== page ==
By Rosemary Rimkus, Hudson Columnist
HUDSON – The legacy of beloved dance and gym teacher Jean Beddow-Arnth will continue in the memories of at least two generations of former students.
“Miss Jean,” as she was affectionately known by her ballet and gymnastics students, passed away on Sept. 27, at the age of 96. She was actively engaged in teaching both arts until her retirement in 2009 at the age of 85.
British-born, the professional dancer and gymnast arrived in Hudson in 1953 and promptly opened “Miss Jean’s School of Dance.” It was her June recitals that introduced generations of Hudson children to dance, music and theater.
Former student Leah Lamson remembers Miss Jean’s first studio in a small space on Apsley Street before she later moved to “a posh place on Felton Street.”
“Her end-of-year dance recitals in Hudson Town Hall in June were legendary, and her proper manner, English accent and red hair made quite an impression on aspiring ballerinas of all ages,” Lamson said. “While she never married and never had children of her own,…she had hundreds of children and treated them all with love and kindness.”
Former student and business partner Linda LeSage said her child-themed productions, focused on everything from Disney to Broadway musicals, exhibited Miss Jean’s “show business” flair.
She noted that printed programs of the shows remain treasured by former pupils.
Denise Houseman of Manchester, N.H., recalls starting ballet lessons with Miss Jean at seven years old, continuing through high school, and then teaching gymnastics at Miss Jean’s School.
Houseman has since continued her athletic career in the Scottish Highland Games, where she is an eight-time World champion. She is also a gymnastics teacher at the Manchester YMCA.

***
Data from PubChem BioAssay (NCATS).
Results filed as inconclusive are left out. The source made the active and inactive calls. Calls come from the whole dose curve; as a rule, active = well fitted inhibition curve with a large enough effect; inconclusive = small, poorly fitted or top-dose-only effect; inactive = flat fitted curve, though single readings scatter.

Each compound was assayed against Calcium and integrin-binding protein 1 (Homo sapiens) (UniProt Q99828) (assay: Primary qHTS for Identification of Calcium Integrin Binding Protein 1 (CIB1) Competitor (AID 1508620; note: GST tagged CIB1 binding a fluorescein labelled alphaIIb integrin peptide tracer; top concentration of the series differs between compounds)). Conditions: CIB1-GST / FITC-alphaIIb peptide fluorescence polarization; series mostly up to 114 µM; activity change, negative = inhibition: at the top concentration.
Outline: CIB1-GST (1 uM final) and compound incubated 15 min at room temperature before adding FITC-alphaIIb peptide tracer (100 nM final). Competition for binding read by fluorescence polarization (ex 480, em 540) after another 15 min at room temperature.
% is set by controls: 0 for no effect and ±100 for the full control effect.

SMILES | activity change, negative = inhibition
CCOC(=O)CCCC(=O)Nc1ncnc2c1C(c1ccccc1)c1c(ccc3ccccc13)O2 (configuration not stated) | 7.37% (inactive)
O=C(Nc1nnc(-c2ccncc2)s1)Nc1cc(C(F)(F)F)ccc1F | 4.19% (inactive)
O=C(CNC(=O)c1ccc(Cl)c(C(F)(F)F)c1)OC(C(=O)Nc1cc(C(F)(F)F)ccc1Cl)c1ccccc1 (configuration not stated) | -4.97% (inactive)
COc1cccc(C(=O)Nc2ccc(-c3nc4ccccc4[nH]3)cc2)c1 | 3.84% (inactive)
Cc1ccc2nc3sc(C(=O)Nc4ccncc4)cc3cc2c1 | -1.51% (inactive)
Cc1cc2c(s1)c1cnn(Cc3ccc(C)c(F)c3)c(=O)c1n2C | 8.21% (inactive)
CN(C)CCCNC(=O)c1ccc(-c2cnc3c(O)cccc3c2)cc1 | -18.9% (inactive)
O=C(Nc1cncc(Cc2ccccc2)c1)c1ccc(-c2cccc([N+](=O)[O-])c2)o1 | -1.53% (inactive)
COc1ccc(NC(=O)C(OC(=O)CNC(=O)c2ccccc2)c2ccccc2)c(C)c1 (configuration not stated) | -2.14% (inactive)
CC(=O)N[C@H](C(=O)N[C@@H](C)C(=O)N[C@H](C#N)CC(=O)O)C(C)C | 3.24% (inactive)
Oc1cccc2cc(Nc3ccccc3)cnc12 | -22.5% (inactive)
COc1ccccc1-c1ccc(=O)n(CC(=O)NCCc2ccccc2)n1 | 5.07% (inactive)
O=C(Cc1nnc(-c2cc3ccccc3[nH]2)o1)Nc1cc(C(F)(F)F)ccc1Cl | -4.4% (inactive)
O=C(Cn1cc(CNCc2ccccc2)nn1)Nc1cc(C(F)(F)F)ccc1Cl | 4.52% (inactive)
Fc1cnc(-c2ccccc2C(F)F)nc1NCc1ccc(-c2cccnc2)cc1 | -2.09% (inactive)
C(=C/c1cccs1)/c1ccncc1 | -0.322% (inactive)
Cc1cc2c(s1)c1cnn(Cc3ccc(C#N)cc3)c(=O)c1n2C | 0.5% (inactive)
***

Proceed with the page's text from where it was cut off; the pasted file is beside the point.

Beginning as a four-year-old ballet student, Sandra (Ferreira) Rossi of Marlborough said of Miss Jean, “She always praised you, making you feel so wonderful.”
Rossi continued as a student and teacher for over 30 years.
“Miss Jean was a true icon in the community,” said Nikki (Young) Banfield of Shrewsbury, who started taking dance lessons at two years old, and continued to be a gymnastics teacher at Miss Jean’s School.
“She was a genuine role model,” she said.
Jean’s School of Gymnastics relocated to Marlborough in 1986. There, Miss Jean continued to teach until she sold the school and retired in 2009, 56 years after she had founded it. The school continues to bear her name.
A child of World War II in England, Miss Jean often recalled performing with her acrobatic troop at the London Palladium in 1947 for King George VI and Queen Elizabeth, a highlight of her young life.
Miss Jean became a citizen of her adopted country many years ago. But in keeping with her British heritage, she continued to enjoy her “cuppa tea and biscuits,” as well as the beauty of her English-style rose garden.